The mscript runtime has dedicated function calls for doing database programming. These functions constitute a simple subset of SQL and NoSQL database programming.
This is the function to start with. It establishes a table of data, what the key value for the new row in that table in the database, and what column data there is for the new row.
For the purposes of this documentation, we will work with colors. Not too many colors, just red, green, and blue. Here are the calls to define to get the colors into the systems:
* msdb.define("colors", "red", index("description", "like a rose", "RGB", "255,0,0"))
* msdb.define("colors", "green", index("description", "like a leaf", "RGB", "0,255,0"))
* msdb.define("colors", "blue", index("description", "like the sky", "RGB", "0,0,255"))
The first call to define creates the table "colors". That same first call creates a row in that table with the value for the row, the key, of the color name, "red". The index defines the column data for the colors, in this case descriptions and color values. The second and third statements define the other two colors as two more rows in the colors table. The define function does UPSERT's, call it again with the same color and a different description, you do not get a separate row, you would get a modified description.
selectValue, selectList, selectIndex, and selectRecords
These function are used for access the data in the database. They use a simple subset of the SQL database language, namely the SELECT statement.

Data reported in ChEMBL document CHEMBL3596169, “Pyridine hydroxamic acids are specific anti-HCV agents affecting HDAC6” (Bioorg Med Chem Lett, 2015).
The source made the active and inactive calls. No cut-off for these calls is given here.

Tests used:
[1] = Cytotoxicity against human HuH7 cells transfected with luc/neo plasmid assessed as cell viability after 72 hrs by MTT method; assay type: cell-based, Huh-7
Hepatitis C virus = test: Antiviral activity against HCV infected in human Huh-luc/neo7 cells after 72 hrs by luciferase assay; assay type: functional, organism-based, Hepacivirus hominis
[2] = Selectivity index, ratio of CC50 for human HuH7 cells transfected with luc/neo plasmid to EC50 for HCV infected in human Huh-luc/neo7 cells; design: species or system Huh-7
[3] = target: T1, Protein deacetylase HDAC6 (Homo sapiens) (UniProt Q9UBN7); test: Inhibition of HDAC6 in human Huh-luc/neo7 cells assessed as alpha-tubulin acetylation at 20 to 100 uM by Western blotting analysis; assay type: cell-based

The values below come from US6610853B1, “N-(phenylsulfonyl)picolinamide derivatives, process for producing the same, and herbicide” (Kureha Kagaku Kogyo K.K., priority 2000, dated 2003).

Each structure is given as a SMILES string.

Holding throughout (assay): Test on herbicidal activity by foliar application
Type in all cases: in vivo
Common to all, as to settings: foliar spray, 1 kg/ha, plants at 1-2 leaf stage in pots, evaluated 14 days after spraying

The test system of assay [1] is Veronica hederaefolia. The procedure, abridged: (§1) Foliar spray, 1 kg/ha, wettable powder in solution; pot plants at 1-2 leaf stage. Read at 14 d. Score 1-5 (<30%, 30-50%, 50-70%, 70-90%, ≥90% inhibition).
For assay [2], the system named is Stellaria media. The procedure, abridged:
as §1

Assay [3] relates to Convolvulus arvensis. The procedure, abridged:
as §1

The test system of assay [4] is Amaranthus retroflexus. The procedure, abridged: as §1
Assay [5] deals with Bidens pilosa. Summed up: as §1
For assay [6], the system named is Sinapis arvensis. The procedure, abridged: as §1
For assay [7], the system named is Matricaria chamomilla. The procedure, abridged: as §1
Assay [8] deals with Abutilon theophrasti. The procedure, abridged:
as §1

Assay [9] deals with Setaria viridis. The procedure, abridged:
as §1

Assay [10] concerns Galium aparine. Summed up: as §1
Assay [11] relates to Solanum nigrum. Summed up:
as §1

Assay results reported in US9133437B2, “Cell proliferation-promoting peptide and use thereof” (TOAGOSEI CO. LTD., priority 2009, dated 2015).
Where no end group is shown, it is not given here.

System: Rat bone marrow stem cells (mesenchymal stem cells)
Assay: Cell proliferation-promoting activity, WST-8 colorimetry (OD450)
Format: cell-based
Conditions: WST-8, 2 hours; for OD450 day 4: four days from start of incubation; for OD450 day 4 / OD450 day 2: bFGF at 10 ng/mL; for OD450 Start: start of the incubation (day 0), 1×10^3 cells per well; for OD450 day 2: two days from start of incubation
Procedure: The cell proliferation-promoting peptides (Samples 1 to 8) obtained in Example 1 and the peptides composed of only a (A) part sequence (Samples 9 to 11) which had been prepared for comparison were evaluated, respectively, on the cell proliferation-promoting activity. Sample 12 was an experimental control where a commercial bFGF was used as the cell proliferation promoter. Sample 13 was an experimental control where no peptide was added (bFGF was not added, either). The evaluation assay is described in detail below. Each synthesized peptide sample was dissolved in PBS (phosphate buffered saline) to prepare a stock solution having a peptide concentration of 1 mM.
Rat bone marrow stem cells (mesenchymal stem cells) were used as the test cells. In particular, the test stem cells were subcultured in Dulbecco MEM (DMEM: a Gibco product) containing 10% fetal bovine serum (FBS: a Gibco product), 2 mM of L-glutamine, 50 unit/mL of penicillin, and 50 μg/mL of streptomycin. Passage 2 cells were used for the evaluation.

There are significant restrictions place to make parsing the query easier. For me! You can select whatever columns you want, but you can only select FROM one table, no joining multiple tables. Any criteria you put in the WHERE part, the values you are checking against must be parameters, no literal values. You can ORDER BY all the columns you want, but the columns you order by must exist in the list of columns in the SELECT part, and you have to say ASC for ascending or DESC for descending.
To print all the color names out and print them, you would get selectList like so:
@ curColor : msdb.selectLine("SELECT value FROM colors")
To get the description of "blue" you would call selectValue like so:
> msdb.selectValue("SELECT description FROM colors WHERE value = @blue", index("@blue", "blue"))
This would output "like the sky"
To get an index of the color names and descriptions, you would call selectIndex like so:
$ colorDescriptionIndex = msdb.selectIndex("SELECT value, description FROM colors ORDER BY value")
@ curColor : colorDescriptionIndex.keys()
$ curDescription = colorDescriptionIndex.get(curColor)
> curColor + ": " + curDescription
This would output:
blue: like the sky
green: like a leaf
red: like a rose
To extract all data from the table, you would call selectRecords like so:
@ curRecord : msdb.selectRecords("SELECT value, description, RGB from colors ORDER BY value ASC")
$ statement = curRecord.get("value")
& statement = statement + ": " + curRecord.get("description")
& statement = statement + " - " + curRecord.get("RGB")
This would output:
blue: like the sky - 0,255,0
green: like a leaf - 255,0,0
red: like a rose - 0,0,255
And that's it for accessing data in the database.
To remove rows from a table, you call the delete function passing in the keys of the rows to delete:
* msdb.delete("colors", list("green", "blue"))
Finally, if you need to start from scratch with a table, you use the drop function:
* drop "colors"
There's no undo, so take care.
That's it for the mscript programming system. A strange programming language with dedicated syntax and runtime for learning database-driven website development. Have fun!